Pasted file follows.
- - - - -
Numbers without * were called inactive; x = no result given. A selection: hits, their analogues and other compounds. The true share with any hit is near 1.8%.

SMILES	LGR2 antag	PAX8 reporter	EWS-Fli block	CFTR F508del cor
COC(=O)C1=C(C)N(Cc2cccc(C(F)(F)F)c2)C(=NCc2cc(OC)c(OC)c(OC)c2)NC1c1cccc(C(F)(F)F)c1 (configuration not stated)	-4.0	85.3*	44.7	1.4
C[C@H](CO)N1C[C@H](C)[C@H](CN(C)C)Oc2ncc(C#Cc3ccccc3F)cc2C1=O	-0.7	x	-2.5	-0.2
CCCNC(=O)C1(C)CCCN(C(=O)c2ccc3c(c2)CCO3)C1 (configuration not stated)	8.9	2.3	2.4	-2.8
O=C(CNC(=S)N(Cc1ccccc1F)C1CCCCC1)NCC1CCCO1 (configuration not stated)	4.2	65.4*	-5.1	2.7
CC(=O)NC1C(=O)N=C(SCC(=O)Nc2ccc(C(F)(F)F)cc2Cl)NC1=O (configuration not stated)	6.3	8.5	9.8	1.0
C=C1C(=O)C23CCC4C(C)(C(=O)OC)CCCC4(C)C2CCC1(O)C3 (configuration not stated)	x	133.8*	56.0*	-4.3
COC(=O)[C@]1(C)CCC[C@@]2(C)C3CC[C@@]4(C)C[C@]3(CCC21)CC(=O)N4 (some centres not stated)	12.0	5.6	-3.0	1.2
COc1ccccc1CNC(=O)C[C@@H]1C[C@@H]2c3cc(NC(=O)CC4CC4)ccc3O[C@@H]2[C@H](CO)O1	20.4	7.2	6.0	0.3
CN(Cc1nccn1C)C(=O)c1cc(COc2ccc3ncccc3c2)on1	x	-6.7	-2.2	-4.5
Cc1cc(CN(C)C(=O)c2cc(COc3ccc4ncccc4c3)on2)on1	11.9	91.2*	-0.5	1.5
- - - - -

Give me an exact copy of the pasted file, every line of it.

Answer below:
Numbers without * were called inactive; x = no result given. A selection: hits, their analogues and other compounds. The true share with any hit is near 1.8%.

SMILES	LGR2 antag	PAX8 reporter	EWS-Fli block	CFTR F508del cor
COC(=O)C1=C(C)N(Cc2cccc(C(F)(F)F)c2)C(=NCc2cc(OC)c(OC)c(OC)c2)NC1c1cccc(C(F)(F)F)c1 (configuration not stated)	-4.0	85.3*	44.7	1.4
C[C@H](CO)N1C[C@H](C)[C@H](CN(C)C)Oc2ncc(C#Cc3ccccc3F)cc2C1=O	-0.7	x	-2.5	-0.2
CCCNC(=O)C1(C)CCCN(C(=O)c2ccc3c(c2)CCO3)C1 (configuration not stated)	8.9	2.3	2.4	-2.8
O=C(CNC(=S)N(Cc1ccccc1F)C1CCCCC1)NCC1CCCO1 (configuration not stated)	4.2	65.4*	-5.1	2.7
CC(=O)NC1C(=O)N=C(SCC(=O)Nc2ccc(C(F)(F)F)cc2Cl)NC1=O (configuration not stated)	6.3	8.5	9.8	1.0
C=C1C(=O)C23CCC4C(C)(C(=O)OC)CCCC4(C)C2CCC1(O)C3 (configuration not stated)	x	133.8*	56.0*	-4.3
COC(=O)[C@]1(C)CCC[C@@]2(C)C3CC[C@@]4(C)C[C@]3(CCC21)CC(=O)N4 (some centres not stated)	12.0	5.6	-3.0	1.2
COc1ccccc1CNC(=O)C[C@@H]1C[C@@H]2c3cc(NC(=O)CC4CC4)ccc3O[C@@H]2[C@H](CO)O1	20.4	7.2	6.0	0.3
CN(Cc1nccn1C)C(=O)c1cc(COc2ccc3ncccc3c2)on1	x	-6.7	-2.2	-4.5
Cc1cc(CN(C)C(=O)c2cc(COc3ccc4ncccc4c3)on2)on1	11.9	91.2*	-0.5	1.5